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Thread: Tube Notchers

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    Senior Member jeremyb_nz's Avatar
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    Tube Notchers

    So... whats everyone using for mitering? I'm looking at getting the "Pro racer economy model" from here:

    http://www.cardwells.co.nz/Our_Brand...MenuId/20.aspx

    Should do the trick I imagine, shipping to New Zealand from the states at ones I've looked at on ebay has been as much as the notcher itself!

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    Senior Member Nessism's Avatar
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    I've never used one but according to many on the framebuilders list those cheap copeing tools are junk.

    If you are just a hobbiest consider using tubemiter.exe http://www.ihpva.org/tools/index.html It will print you a paper template which you wrap around the tube to get the miter angles you want. Touch up with a file to fine tune the proper fit. If you are going to be building a lot of frames consider getting a proper machine to make the miters such as a mill.
    Becareful buying/selling bike parts on-line. I learned the hard way. :(

    Good/Bad Trader Listing

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    I use a "jiont jigger" similar to the ones you posted and it has worked for the 6 frames I have built with it, I work with .035" 4130. People will tell you that it works poorly for butted bicycle tubing which is thinner. Mine has definitely deteriorated and I wish I had money and space for a mill to replace it, but it served its purpose, which was to get me building quickly and easily. I have had to make many modifications and jigs to get it to accomodate streamline tubing and offset notches and some other silly functions. But in hindsight doing that really worked to my advantage because I know so much more now about what I want and need for when I do get serious.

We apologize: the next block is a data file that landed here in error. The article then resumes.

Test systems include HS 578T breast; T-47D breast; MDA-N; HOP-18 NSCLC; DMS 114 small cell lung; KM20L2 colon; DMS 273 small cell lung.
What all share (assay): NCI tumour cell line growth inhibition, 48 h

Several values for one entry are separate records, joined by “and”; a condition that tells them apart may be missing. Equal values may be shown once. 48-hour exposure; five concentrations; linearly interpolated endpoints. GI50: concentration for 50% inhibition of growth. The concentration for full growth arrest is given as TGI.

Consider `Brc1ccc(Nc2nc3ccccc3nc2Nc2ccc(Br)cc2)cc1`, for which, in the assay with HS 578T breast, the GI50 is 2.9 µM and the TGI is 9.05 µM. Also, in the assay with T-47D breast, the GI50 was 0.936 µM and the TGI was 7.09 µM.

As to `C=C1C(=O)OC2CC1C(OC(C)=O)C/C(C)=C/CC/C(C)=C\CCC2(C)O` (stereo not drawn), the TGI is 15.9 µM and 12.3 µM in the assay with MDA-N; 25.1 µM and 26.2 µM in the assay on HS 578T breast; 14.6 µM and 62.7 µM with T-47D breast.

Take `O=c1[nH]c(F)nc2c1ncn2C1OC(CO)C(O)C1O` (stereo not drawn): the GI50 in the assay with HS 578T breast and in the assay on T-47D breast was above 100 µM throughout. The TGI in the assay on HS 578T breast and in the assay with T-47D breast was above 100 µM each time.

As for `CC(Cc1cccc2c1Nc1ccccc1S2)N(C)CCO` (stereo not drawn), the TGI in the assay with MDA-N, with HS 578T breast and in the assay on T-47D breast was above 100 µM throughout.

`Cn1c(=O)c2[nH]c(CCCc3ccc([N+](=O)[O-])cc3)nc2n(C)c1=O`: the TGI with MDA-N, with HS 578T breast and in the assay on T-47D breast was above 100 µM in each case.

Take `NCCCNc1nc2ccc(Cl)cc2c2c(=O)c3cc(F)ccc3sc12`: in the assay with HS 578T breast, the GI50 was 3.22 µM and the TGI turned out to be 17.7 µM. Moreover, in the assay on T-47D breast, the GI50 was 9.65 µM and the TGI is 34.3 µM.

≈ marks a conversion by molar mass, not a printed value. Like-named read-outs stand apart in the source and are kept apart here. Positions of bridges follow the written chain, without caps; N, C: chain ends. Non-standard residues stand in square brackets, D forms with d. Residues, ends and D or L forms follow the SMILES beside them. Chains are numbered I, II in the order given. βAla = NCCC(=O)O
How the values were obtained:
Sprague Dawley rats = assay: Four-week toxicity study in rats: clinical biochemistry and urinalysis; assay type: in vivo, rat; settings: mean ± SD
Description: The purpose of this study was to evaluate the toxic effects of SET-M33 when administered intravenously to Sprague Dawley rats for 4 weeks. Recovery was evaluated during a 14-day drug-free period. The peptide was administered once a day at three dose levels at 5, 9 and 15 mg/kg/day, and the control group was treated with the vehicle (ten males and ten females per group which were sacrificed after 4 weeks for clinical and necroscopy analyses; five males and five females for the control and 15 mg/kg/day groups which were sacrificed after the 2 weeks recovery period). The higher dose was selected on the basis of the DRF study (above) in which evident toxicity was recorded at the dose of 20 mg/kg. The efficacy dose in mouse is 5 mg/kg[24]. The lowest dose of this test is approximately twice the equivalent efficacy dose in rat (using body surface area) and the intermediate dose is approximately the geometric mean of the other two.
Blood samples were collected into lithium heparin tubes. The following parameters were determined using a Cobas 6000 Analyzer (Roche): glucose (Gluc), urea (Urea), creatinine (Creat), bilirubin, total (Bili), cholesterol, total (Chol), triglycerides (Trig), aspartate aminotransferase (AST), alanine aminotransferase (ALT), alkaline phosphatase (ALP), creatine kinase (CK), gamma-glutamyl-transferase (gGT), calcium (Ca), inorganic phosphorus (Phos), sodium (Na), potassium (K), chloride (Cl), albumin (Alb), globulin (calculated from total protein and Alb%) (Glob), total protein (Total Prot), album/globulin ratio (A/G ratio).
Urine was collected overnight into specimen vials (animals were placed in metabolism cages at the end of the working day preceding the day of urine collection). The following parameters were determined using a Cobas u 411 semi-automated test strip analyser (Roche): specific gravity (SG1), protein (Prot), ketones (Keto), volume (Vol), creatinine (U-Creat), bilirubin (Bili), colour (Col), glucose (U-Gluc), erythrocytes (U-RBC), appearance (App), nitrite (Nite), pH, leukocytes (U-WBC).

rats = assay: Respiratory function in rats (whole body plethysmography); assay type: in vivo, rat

If you want to start building soon (which is the only way to learn imo) you have nothing to loose by getting one of those, Good Luck!

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    I've used one that looks similar to one in your link from Harbor Freight and build two recumbent bikes. One poster (on some site or another) suggested that you use a hole saw an eighth of an inch smaller than the desired hole and finish it to size with a file. That worked well for me - between the quality of the notcher and the quality of the job setup I didn't ruin any tubing and it is much quicker (for me) than printing the tube mitering template and cutting it all by hand. Here is a site that has plans for a tubing notcher that looks interesting http://www.rorty-design.com/content/CAD_plans.htm

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    It depends a lot on the type of cutter you have. With the corect cutter those things can cut nice copes.

    I personally prefer abrasive copers. The consensus for small pro shops seems to be some kind of milling machine, but for the guy making a bike per month or less, and possibly the pro, abrassive makes a lot more sense unless you want to have a mill for other things.

  6. #6
    Senior Member jeremyb_nz's Avatar
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    Quote Originally Posted by slowski
    I use a "jiont jigger" similar to the ones you posted and it has worked for the 6 frames I have built with it, I work with .035" 4130. People will tell you that it works poorly for butted bicycle tubing which is thinner. Mine has definitely deteriorated and I wish I had money and space for a mill to replace it, but it served its purpose, which was to get me building quickly and easily. I have had to make many modifications and jigs to get it to accomodate streamline tubing and offset notches and some other silly functions. But in hindsight doing that really worked to my advantage because I know so much more now about what I want and need for when I do get serious.

    If you want to start building soon (which is the only way to learn imo) you have nothing to loose by getting one of those, Good Luck!
    Cool, what sort of frames you building? I'm keen to do some MTB stuff in 4130 but unsure of what wall thickness to look at.

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    Quote Originally Posted by jeremyb_nz
    Cool, what sort of frames you building? I'm keen to do some MTB stuff in 4130 but unsure of what wall thickness to look at.

    My first two were choppers with mostly re-used tubing and a few pieces of .058" 4130 thrown in for good measure. Also two fixed gears with streamline rear ends, an observed trials frame, and a folding swing bike (currently un-finished) all out of .035" 4130.

    I can't tell you what thickness tubing you should use but my advice to you is to go with a lighter, thinner wall and compensate with a rock solid design. Building a prototype is a good practice run as well as a confidence booster.

  8. #8
    Senior Member jeremyb_nz's Avatar
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    Thanks dude, any photos you'd care to share?

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